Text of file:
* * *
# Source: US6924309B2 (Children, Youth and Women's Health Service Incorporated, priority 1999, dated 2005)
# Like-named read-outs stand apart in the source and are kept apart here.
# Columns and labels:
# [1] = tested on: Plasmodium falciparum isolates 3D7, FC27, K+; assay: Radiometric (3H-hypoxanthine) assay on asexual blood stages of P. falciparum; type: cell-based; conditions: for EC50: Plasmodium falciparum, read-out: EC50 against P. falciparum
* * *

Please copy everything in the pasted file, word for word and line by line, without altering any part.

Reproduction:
# Source: US6924309B2 (Children, Youth and Women's Health Service Incorporated, priority 1999, dated 2005)
# Like-named read-outs stand apart in the source and are kept apart here.
# Columns and labels:
# [1] = tested on: Plasmodium falciparum isolates 3D7, FC27, K+; assay: Radiometric (3H-hypoxanthine) assay on asexual blood stages of P. falciparum; type: cell-based; conditions: for EC50: Plasmodium falciparum, read-out: EC50 against P. falciparum